On The Road Again


Steve Donlin
Team Donlin

During his senior year of college, Steve Donlin jumped at a once-in-a-lifetime opportunity to play football for leagues in Italy and England. He says a year immersed in the sport was a great experience, but he knew his future was back home in the promotional products industry. After all, it was the family business. Donlin had grown up working summers with his father, Dick Donlin, who opened a multi-line rep firm in 1982. “Dad hired me when I got back for $500 a month and sent me to parts of the Midwest that most people would never dare to go to,” he says with a chuckle. “He handed me samples and catalogs and told me to get out there and call on people.” Twenty-six years later Donlin is running the company based in Chanhassen, Minnesota.

What keeps him coming back every day is the enthusiasm he’s able to bring to his distributor clients. “When you are presenting products and ideas to distributor salespeople and they light up as they understand what you are presenting and where it applies, it’s the coolest thing in the world,” he says. “That’s what I enjoy doing the most—bringing new and different ideas to people.”

It’s evident that his clients feel the same way about Donlin—four nominated him for this year’s recognition. Among them is Dan Livengood, CAS, VP of marketing and business development at 2020 Brand Solutions, who appreciates Donlin’s genuine interest in the business. “Steve has always been responsive to whatever my or my colleagues’ needs are,” he says. “Steve is a relationship person who not only values the business side when interacting but, most importantly, the human side. He’s insistent in connecting the dots and making introductions to strengthen relationships inside and outside of the industry. In short, Steve cares about the industry, the people and making sure everyone has a voice, a place and a chance to prosper.”

Other nominators are Mike McElligott, president of MEM Advertising Co.; H.A. Gross, sales manager at Plaza Printers; and Paul Hohenwald, owner of Spartan Promotional Group. “Donlin is always on top of his game,” says Hohenwald. “Out of all the multi-line reps out there I feel like a partner with him, not just a sales number.” McElligott says he also appreciates the training Donlin provides on his lines. “It’s very educational and packed with samples and specific ideas.” Gross agrees adding, “Steve shows me how to sell the lines and products that he represents. I liked his approach from the beginning. I also like the way he thinks of me and my company when he talking to the suppliers he works with—that makes me feel valuable.”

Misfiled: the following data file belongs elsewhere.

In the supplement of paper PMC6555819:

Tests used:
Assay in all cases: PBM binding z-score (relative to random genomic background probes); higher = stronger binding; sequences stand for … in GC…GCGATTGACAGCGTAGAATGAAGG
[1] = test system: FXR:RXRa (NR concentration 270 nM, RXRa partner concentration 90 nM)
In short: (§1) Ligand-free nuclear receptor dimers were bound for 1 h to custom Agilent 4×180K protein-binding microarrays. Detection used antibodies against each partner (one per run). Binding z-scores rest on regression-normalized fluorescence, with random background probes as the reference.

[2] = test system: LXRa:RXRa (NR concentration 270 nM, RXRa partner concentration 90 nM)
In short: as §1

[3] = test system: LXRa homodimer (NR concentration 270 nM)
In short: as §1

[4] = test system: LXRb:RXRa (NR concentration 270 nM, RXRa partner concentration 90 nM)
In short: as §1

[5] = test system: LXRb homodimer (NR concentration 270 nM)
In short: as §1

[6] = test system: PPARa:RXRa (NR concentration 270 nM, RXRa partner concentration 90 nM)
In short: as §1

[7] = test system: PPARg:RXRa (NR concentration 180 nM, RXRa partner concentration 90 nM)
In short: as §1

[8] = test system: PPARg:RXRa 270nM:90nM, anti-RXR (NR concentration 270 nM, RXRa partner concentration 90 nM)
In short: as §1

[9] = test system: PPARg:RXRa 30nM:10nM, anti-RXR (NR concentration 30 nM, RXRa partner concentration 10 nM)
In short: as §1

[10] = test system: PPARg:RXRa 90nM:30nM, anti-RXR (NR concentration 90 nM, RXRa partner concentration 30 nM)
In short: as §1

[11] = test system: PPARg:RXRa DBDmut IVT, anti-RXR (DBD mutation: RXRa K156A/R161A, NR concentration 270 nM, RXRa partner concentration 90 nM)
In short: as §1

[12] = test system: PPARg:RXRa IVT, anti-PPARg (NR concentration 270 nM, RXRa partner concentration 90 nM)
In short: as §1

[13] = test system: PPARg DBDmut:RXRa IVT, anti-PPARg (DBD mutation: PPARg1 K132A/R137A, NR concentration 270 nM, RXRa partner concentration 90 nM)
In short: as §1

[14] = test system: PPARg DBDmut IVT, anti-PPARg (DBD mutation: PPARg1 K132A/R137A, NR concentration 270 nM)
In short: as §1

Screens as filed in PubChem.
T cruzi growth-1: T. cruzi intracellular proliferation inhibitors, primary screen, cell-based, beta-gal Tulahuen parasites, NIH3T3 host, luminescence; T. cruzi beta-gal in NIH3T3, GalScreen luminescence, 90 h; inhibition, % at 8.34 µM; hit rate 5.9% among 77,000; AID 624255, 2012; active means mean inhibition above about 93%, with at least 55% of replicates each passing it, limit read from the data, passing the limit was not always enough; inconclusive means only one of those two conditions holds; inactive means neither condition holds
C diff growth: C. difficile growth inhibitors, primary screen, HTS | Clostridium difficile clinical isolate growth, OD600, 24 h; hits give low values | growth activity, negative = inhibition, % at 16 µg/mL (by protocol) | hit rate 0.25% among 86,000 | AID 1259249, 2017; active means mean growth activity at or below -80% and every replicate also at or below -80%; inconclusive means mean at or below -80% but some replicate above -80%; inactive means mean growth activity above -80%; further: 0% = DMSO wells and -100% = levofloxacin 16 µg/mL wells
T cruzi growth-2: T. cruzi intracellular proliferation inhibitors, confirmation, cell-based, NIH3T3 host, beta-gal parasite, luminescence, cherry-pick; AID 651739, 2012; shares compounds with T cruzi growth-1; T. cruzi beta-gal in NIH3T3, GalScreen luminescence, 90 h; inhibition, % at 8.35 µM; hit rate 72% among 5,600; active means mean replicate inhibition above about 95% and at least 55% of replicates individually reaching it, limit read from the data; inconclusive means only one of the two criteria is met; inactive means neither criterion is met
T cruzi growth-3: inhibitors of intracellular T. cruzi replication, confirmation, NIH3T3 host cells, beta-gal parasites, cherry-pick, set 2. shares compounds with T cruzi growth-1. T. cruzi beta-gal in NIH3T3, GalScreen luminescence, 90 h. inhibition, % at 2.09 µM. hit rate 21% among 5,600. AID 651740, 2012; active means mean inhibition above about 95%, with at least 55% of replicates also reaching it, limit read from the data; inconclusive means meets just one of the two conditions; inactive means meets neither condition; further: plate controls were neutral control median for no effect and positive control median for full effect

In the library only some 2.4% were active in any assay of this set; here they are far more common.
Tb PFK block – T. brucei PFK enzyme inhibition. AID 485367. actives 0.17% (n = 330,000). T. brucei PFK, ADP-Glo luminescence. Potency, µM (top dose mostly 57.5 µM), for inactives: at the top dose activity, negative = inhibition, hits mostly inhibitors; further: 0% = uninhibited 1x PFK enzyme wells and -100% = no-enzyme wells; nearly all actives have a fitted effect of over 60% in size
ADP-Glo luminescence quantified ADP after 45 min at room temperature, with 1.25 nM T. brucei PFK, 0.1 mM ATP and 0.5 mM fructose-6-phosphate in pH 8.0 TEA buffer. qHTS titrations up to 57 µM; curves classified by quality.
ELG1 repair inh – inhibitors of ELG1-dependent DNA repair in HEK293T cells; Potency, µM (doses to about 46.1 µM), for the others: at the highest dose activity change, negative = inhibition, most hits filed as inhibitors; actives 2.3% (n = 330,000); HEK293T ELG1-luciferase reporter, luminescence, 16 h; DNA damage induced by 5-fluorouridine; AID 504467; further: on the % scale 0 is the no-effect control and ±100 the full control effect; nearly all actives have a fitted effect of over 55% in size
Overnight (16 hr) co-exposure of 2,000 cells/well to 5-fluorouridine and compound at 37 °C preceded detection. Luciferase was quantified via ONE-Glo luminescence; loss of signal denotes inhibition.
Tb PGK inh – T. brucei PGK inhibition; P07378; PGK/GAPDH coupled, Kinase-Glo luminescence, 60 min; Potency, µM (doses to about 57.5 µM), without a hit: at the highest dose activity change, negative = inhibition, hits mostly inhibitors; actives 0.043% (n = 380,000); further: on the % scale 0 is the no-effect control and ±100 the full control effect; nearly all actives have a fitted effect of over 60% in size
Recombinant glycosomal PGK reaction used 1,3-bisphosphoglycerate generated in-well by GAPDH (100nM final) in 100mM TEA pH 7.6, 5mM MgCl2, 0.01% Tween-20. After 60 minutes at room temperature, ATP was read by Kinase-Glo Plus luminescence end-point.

One On One With Steve Donlin

On maintaining the exclusivity of his lines: I find suppliers who manufacture or have single-mindedness in one category because they are experts at one thing. They aren’t going to add powerbanks to a glove line. It really is about finding suppliers who are very focused.

On giving equal attention to all lines: I’m a heavy project-based guy. If someone sends me artwork and says there are 1,000 employees, I’ll take that artwork and route it to all my suppliers and get them involved. Then, I’ll come back to that distributor with vinyl graphics for a trade show, recognition products and a bunch of different things that they’ve ever thought about showing their client. Over the years, distributors have learned to lean on me. They may not have time to [think through all the creative]—they’ll say, “Let’s throw this to the multi-line rep.” You can ‘wow’ them with ideas they’ve never thought of before.

On how reps can remain relevant in a changing industry: We’ve all had to change over the years. I’ve lost more lines to acquisitions than to anything else. Again, I go back to working with suppliers who are experts in categories—they might be smaller suppliers who need help growing their business. You need to be looking out for the next company that needs help. Be willing to understand the distributor salesperson and the clients. Build a level of trust. If a distributor trusts you to handle artwork and work on projects, then that would keep you relevant. Building those relationships is something that no acquisition can ever take away.

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